News - 30th November 2017

Endometriosis, volunteering and why I love not being able to run!

Catherine Ward blog photo1

Catherine Ward, one of parkrun’s Champions for Endometriosis, explains how her recent recovery from surgery has helped her fall in love with volunteering.


On a sunny Saturday in August I visited Rothwell parkrun for a spot of tourism and a good run and a catch up with my parkrun friends. It’s always fun going to another parkrun course, but I returned to the car feeling sad. I knew that due to my impending surgery to treat my endometriosis, this would be my last parkrun for some time.


Endometriosis is a common yet debilitating condition which is estimated to affect more than 1.5 million women in the UK. It occurs when cells like those found in the lining of the womb (uterus) are found elsewhere in the body. Each month, these cells react in the same way to those in the womb, building up and then breaking down and bleeding. Unlike the cells in the womb that leave the body as a period, this blood has no way to escape. Endometriosis can cause painful or heavy period and may also lead to chronic fatigue, depression, social isolation, bowel and bladder problems and lead to infertility.


This would be my third procedure to diagnose and treat endometriosis, which had infiltrated my bladder and bowel as well as causing my uterus and fallopian tubes to become fused. I was keen to undergo surgery in order to improve my quality of life but was all too aware of the impact this type of abdominal surgery would have on my physical and mental well-being.


Since taking part in my first parkrun in 2012 my weekly Saturday 5k has become a great coping strategy in helping me to deal with my condition. Whilst I know that running isn’t actually improving my endometriosis symptoms in any way (in fact sometimes any exercise can be very difficult and painful) I know that taking part in parkrun does make a huge difference to my confidence and mental well-being.


I’m lucky enough to live within shouting distance of the start of my local parkrun, so on the first Saturday morning after my surgery I could hear every word of the Run Director’s briefing and was only too aware of what I was missing out on. Whilst sitting up in bed without an elaborate tower of cushions was proving to be a challenge, I knew that it would be a long time until I would be lacing up my running shoes to take part again. Spurred on by messages of support and achievement from my parkrun endometriosis group, I knew that it was important for me to start getting my regular parkrun ‘well-being fix’ way before I was healed and ready to run again.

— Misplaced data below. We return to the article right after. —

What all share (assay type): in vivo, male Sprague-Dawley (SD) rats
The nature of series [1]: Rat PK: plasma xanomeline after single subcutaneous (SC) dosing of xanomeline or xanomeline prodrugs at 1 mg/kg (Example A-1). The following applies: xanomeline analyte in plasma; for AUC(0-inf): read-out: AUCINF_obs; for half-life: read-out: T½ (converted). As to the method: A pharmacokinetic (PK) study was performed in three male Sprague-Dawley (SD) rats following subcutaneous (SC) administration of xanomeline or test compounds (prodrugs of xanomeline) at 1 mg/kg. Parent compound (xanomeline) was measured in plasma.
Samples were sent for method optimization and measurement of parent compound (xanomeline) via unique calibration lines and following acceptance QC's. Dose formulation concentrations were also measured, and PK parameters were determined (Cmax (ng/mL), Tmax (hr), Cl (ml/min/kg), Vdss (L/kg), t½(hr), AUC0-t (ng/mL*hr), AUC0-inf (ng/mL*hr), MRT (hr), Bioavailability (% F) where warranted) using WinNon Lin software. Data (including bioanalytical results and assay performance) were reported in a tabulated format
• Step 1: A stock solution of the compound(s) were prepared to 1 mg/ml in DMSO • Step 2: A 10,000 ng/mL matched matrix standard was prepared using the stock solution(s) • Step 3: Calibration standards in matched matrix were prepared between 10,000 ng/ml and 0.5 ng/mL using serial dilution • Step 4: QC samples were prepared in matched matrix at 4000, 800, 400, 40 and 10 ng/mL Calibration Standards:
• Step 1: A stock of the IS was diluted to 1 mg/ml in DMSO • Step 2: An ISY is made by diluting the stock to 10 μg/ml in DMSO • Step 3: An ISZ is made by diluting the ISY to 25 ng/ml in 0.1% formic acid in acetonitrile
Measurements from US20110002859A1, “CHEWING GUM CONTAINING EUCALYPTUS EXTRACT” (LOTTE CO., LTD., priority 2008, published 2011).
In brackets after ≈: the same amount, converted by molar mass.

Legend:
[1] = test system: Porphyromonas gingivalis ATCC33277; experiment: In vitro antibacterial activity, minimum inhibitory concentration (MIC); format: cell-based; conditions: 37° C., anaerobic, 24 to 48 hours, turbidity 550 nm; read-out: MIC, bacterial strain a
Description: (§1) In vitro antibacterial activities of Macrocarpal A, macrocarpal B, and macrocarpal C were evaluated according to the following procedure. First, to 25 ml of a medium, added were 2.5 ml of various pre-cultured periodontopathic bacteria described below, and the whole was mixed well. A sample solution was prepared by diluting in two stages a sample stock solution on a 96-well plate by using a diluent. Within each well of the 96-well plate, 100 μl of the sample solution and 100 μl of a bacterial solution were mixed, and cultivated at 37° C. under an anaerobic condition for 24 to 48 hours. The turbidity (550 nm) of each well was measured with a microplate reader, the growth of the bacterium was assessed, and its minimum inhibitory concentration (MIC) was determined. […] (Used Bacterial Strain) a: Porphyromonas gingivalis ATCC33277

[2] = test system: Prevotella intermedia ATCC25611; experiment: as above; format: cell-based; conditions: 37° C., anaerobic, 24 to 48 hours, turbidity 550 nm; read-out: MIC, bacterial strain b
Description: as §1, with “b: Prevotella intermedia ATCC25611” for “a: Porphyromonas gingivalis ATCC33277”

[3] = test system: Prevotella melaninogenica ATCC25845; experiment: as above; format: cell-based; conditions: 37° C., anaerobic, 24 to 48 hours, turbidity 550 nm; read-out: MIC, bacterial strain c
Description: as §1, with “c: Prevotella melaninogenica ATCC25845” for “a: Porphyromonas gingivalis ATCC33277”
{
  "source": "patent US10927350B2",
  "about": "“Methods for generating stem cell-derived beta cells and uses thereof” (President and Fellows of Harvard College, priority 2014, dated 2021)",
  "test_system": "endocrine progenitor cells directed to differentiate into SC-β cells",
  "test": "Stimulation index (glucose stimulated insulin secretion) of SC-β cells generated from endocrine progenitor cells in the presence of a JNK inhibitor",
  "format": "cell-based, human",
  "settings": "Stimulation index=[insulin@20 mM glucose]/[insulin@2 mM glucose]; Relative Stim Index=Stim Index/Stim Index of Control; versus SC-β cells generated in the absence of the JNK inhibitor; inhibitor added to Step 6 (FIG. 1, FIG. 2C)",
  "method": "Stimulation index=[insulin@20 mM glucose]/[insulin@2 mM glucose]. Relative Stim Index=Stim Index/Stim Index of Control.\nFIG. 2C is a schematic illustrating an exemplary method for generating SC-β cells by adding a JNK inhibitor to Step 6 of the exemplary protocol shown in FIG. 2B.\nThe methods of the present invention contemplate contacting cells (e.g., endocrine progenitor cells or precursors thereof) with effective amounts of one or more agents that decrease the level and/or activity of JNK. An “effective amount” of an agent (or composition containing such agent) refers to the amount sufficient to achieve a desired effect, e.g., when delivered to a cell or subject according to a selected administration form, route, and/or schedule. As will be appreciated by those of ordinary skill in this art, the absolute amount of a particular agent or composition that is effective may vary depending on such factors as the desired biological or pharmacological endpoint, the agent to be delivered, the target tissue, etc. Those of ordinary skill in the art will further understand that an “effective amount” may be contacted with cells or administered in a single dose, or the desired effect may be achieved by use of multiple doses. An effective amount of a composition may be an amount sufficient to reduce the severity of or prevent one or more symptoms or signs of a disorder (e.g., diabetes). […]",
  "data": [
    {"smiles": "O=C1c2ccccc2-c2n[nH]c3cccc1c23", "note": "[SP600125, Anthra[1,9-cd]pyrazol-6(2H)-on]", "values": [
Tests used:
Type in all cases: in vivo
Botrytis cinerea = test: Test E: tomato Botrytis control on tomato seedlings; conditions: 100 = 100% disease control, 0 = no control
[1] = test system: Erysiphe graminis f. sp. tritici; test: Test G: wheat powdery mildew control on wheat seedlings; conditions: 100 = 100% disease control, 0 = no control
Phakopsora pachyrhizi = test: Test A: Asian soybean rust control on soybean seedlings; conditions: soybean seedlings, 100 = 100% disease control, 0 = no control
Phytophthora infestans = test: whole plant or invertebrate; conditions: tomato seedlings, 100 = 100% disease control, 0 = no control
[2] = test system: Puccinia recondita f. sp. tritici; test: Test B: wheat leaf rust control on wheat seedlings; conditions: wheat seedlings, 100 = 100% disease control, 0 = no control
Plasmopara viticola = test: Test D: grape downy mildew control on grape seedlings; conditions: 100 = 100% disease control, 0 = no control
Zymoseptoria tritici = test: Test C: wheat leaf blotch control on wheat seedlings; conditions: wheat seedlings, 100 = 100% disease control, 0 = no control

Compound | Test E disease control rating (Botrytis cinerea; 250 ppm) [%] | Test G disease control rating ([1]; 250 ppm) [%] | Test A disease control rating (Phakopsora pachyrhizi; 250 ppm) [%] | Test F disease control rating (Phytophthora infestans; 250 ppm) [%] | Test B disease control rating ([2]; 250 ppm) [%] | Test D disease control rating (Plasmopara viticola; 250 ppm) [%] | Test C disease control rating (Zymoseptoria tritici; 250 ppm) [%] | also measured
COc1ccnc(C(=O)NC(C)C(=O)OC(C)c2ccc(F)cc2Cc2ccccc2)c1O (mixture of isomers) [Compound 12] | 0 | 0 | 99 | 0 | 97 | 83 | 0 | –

I had tried volunteering lots of times before and enjoyed it, but in the past I had always opted to volunteer on occasions when I didn’t want to run. Volunteering was fun but never as fulfilling as taking part in a run or walk. Thankfully this was about to change! Two weeks after my operation I decided to try volunteering as my ‘well-being fix – alternative to running’. I won’t deny that I was anxious whether I would be able to manage. I had six wounds from my surgery which were still sore and my mobility wasn’t great, I wondered whether I would be able to remain standing for the duration of the event and walk back and forth from the start and finish of the run. I contacted the Run Director responsible for the event and explained my concerns. He was only too happy to help and suggest some adjustments to help me feel more confident and reassured, as well as offering to gift me a lift there and back! (I had opted to record unscannable barcodes which meant that I could do the role sitting down and I knew from previous experience that it wouldn’t be too physically demanding). There was no need to worry. I managed the role just fine and even if I had needed a break I know it would not have been a problem. I felt great and so uplifted! It was good to catch up with friends and I honestly think that ‘feel good energy’ emitted by those who had run or walked was contagious. I went home feeling the most positive, energised and happy that I had done since my surgery.


This is the reason why I have decided to share my experience. I know that suffering with the symptoms of endometriosis can be a real barrier to running. I also know that for some women affected by endometriosis, running or walking a 5k may seem completely unachievable. For me, volunteering offered a great boost to my well-being whilst I recovered from surgery and became fit enough to run and walk again. However, during the weeks of marshalling, scanning barcodes and time keeping I learned that it wasn’t just the running element of parkrun I loved – it was being part of the parkrun community. I know that I’m not alone in this and that is why so many people are keen to put on high-vis vests and volunteer each week. If you can’t take part in running or walking a parkrun for any reason – why don’t you see if you can fall in love with not running too?


parkrun provides free-to- enter 5k events on Saturday mornings with a companion series of 2k events, junior parkrun, for 4-14 year olds on Sunday mornings.  parkrun or junior parkrun is available at over 650 UK locations. You’re free to run, jog or walk, there’s no time pressure and everyone is equally welcomed and celebrated. Our mission is to make the world a healthier, happier planet and we’re keen to welcome people living with endometriosis to our events.  You can register here.


Catherine Ward


Catherine and Philippa Allen, as parkrun’s Champions for Endometriosis, have set up parkrun UK’s official Facebook group for parkrunners affected by endometriosis to share advice, tips, opinions and stories on all things related to parkrun. If you’re affected by endometriosis they’d love to welcome you into the group.

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